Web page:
Northern interest, he would not activate the National Guard without Walker's request. For some reason,
Walker said he could handle the situation. Records showed that Governor Hardee took Sheriff Walker's
word and went on a hunting trip.

James Carrier, Sylvester's brother and Sarah's son, left the swamps and returned to Rosewood. He
asked the white turpentine mill owner for protection, who locked him in a house. The mob found Carrier,
however, and tortured him to find out if he had aided Hunter. Then they fatally shot him.

Black residents of nearby Sumner were forced to go to work in the mills. Those who did not work were
required to stay at home.
The burning of Rosewood

On January 6, white train conductors John and William Bryce managed the evacuation of some black
residents to nearby Gainesville. They slowed the train and blew the train horn, picking up women and
children along the route. Fearing reprisals from mobs, they refused to pick up any black men.[10] Many
survivors boarded the train after having been hidden by white general store owner John Wright. Over the
next several days, other Rosewood residents fled to Wright's house, facilitated by Sheriff Walker, who
asked Wright to transport as many residents out of town as possible.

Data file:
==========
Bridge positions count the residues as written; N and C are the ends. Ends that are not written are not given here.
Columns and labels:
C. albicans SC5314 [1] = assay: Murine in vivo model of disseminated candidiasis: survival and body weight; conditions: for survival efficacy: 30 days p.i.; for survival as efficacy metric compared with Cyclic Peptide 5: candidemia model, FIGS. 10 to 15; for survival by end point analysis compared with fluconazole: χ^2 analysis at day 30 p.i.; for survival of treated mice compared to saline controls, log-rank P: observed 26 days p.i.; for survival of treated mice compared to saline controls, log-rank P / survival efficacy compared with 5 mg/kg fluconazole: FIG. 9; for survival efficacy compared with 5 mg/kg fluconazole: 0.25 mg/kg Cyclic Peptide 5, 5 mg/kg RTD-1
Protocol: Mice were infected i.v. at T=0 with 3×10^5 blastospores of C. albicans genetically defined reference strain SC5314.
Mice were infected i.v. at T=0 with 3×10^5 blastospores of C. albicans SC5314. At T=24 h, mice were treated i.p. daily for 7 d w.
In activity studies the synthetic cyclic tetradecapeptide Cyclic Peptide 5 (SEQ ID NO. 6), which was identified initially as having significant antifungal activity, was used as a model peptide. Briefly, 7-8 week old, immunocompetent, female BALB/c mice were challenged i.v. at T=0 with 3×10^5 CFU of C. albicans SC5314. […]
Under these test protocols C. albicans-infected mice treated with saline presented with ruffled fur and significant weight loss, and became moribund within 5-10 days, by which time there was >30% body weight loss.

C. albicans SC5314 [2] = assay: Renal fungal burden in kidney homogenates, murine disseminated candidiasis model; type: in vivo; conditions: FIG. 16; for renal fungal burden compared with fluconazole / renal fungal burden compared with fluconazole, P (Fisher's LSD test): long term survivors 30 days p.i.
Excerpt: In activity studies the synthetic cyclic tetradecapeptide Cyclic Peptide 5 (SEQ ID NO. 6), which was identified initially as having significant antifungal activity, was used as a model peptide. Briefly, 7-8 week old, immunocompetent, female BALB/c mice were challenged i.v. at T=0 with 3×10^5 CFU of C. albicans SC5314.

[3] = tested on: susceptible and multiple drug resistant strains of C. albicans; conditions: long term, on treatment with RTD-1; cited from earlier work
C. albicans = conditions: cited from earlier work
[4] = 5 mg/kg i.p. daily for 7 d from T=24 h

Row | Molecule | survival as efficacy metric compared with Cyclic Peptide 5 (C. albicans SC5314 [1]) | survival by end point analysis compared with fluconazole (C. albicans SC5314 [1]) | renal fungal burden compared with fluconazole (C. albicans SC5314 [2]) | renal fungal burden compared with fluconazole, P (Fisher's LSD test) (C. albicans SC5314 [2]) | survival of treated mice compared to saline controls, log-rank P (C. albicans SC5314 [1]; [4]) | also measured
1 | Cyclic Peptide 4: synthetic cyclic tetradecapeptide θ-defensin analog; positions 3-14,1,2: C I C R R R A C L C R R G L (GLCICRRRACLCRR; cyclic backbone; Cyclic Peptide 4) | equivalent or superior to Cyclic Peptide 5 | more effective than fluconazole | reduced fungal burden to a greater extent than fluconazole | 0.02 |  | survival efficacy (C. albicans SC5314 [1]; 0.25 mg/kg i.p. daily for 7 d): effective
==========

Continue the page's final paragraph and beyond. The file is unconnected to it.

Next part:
Ruth Lee Davis described the experience:

"I was laying that deep in water, that is where we sat all day long...We got on our bellies and crawled.
We tried to keep people from seeing us through the bushes...We were trying to get back to Mr. Wright
house. After we got all the way to his house, Mr. and Mrs. Wright were all the way out in the bushes
hollering and calling us, and when we answered, they were so glad."[11]

Several other white residents of Sumner hid black residents of Rosewood and smuggled them out of
town. The Miami Daily Metropolis ran a headline reading, "Many Die In Race War, Hundreds of Whites
Battle Negroes Ambushed in Cabin."[12] National papers also carried stories about the violent outbreak.

On Sunday, January 7, a mob of 100-150 whites returned to burn the remaining dozen or so structures of
Rosewood.

Many people were alarmed by the violence, and state leaders feared negative effects on the state's
tourist industry. Governor Cary Hardee appointed a special grand jury and special prosecuting attorney
to investigate the outbreak in Rosewood and other incidents in Levy County. In February 1923, the grand
jury convened in the county seat of Bronson, Florida. Over a few days, they heard numerous witnesses,
but found insufficient evidence to prosecute any individual. Jurors deplored the violence. Because of
continued disfranchisement of African Americans in Florida since the turn of the century, all the jurors
were likely white.

Newspaper editorials across the South and the United States condemned the violence, but with differing
views. Some editorials in Southern papers suggested that deaths for an assault of a white woman, which
they assumed to have been caused by a black vagrant as she claimed, were a kind of justice. Most